"Warhol/Electric Chair/'63": The red spreads like Christmas wrapping - the green, a field in a Caucasian rug. It's almost beautiful without the metal plates for the head (though the plug on the floor is visible). Before decorator colors & Hockney, Calvin Klein in the summery Hamptons, before there were - switches to break the flow my mother used to say never touch a radio when you're in the bathtub, never fly a kite near transmission lines. But still, it's furniture still, it's a typical American way to go - it's Sing Sing, the silhouette of Ethel Rosenberg. In the rheostatic air, the absent man heard "She Loves You", the British invasion and the flat line arrived at once. Outside Negroes were eaten by dogs. Johnson was sworn in. Cuba turned red in the green sea. In his first book of poems since his highly acclaimed "June-tree", Peter Balakian continues to define himself as one of the most distinctive voices of his generation. Exploring history, self, and imagination, as well as his ongoing concerns with catastrophe and trauma, many of Balakian's new poems wrestle with the aftermath and reverberations of 9/11.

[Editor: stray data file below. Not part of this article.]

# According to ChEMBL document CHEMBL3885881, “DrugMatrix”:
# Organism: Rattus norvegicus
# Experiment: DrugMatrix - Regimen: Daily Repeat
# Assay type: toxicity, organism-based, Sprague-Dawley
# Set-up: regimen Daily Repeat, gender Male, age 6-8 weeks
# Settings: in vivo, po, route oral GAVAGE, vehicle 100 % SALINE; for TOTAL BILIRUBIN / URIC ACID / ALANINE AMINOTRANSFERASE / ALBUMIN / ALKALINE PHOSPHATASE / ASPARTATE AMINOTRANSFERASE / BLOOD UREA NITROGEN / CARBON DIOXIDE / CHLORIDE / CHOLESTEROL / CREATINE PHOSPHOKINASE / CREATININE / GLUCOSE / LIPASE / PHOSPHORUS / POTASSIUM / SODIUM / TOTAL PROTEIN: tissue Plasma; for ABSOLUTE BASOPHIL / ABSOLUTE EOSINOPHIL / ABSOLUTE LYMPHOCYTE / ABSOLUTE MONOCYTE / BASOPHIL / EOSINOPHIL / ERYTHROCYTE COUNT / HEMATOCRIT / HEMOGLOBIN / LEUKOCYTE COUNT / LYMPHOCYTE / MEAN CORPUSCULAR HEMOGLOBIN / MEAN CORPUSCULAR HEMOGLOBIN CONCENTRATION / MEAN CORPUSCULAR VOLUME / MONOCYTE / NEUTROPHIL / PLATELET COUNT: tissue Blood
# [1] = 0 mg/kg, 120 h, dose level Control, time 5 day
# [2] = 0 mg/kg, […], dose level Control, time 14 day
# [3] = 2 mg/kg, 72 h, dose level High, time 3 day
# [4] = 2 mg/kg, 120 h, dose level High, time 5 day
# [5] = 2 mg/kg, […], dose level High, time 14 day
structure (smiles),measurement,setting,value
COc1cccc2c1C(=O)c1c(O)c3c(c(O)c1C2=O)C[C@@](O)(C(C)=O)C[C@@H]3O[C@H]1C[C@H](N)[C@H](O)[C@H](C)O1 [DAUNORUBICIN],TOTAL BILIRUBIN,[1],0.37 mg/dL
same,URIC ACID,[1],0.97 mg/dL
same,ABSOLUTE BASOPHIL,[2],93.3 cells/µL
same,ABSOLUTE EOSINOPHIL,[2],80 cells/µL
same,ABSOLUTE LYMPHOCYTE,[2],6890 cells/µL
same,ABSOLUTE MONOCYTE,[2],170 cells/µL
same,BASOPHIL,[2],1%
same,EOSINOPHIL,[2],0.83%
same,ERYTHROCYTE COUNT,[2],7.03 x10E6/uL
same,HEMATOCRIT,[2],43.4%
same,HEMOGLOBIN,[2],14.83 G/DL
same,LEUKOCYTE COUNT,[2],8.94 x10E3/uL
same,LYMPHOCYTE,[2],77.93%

Whether reliving the building of the World Trade Towers in the inventive forty-three-section poem that anchors the book, walking the ruins of the Bosnian National Library in Sarajevo, meditating on Andy Warhol's silk screens, or considering the confluence of music, language, and memory, Balakian continues his meditations on history, as well as on the harshness and beauty of contemporary life, that his readers have enjoyed over the years. In sensual, layered, and sometimes elliptical language, Balakian in "Ziggurat" explores absence, war, love, and art in a new age of American uncertainty.
Publisher: The University of Chicago Press
Number of pages: 84
Weight: 159 g
Dimensions: 229 x 152 x 10 mm